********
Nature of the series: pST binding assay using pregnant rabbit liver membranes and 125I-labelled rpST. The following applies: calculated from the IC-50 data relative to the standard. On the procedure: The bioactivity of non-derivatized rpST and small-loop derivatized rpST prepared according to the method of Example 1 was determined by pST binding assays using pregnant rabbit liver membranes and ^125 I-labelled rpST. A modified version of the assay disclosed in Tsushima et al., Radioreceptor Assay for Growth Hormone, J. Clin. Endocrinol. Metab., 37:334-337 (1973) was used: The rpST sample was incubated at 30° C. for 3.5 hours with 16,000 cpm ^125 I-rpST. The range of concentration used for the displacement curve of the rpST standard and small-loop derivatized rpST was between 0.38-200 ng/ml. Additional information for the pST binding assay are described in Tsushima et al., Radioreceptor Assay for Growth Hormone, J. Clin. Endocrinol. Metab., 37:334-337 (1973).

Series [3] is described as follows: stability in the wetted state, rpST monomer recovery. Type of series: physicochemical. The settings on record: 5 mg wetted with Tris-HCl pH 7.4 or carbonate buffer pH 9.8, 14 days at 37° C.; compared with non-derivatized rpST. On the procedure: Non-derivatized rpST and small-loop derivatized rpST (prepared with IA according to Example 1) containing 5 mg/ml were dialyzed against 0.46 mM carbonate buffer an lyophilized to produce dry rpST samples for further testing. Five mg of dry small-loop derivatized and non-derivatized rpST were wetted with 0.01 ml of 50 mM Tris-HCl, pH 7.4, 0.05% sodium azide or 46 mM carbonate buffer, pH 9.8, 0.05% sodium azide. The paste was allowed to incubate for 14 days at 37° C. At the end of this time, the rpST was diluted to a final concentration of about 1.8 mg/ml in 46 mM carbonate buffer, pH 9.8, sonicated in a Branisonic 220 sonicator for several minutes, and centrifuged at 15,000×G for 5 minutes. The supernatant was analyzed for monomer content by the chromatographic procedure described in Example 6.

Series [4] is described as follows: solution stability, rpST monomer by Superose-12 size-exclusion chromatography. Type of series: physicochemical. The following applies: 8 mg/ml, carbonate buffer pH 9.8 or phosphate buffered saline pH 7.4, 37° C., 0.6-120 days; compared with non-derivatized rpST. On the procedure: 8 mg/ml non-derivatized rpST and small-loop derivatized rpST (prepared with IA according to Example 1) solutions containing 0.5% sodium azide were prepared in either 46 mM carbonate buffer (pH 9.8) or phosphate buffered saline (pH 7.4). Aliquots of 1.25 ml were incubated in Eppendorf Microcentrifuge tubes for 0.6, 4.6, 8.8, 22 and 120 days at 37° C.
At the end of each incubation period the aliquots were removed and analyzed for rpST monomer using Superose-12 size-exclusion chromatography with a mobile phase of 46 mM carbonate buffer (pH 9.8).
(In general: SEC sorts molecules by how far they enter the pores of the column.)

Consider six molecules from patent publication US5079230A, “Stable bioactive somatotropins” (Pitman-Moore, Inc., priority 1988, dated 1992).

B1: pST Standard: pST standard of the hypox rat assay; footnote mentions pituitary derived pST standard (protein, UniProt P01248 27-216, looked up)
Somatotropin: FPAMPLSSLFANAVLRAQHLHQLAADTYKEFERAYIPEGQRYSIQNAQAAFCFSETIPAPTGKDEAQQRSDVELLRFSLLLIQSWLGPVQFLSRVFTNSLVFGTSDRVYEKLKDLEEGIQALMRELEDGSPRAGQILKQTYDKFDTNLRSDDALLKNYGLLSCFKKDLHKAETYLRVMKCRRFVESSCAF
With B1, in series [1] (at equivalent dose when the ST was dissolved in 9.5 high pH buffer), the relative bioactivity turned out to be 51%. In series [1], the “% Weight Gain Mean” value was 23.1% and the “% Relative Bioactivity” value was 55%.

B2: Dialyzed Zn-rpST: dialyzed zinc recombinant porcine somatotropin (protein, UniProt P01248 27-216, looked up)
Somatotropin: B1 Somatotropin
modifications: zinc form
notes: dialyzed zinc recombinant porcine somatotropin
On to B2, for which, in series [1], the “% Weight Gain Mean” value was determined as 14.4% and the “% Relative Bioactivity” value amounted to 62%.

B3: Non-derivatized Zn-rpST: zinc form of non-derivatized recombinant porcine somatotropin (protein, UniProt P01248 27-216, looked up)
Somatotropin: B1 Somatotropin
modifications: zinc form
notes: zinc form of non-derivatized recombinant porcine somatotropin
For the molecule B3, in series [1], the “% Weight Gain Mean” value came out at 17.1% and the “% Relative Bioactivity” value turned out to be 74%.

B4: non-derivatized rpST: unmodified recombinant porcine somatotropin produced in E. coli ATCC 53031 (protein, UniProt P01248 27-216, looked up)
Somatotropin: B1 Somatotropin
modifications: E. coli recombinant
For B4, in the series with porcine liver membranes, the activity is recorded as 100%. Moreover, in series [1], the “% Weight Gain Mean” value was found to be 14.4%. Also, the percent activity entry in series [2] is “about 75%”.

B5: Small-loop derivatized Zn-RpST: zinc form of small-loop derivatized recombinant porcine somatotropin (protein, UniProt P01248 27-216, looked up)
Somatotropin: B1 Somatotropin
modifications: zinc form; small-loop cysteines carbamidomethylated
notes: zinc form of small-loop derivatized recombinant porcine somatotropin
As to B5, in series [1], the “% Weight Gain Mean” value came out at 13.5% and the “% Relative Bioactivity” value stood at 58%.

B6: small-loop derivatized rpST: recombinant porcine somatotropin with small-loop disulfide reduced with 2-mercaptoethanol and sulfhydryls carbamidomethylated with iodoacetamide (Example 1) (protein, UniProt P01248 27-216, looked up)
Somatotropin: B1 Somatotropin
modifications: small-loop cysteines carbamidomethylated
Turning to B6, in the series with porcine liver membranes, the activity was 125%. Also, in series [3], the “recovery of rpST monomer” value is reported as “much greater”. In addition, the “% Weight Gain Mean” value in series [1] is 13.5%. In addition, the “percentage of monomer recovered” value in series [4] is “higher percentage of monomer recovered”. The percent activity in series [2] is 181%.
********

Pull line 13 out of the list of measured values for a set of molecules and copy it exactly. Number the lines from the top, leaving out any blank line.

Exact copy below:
notes: dialyzed zinc recombinant porcine somatotropin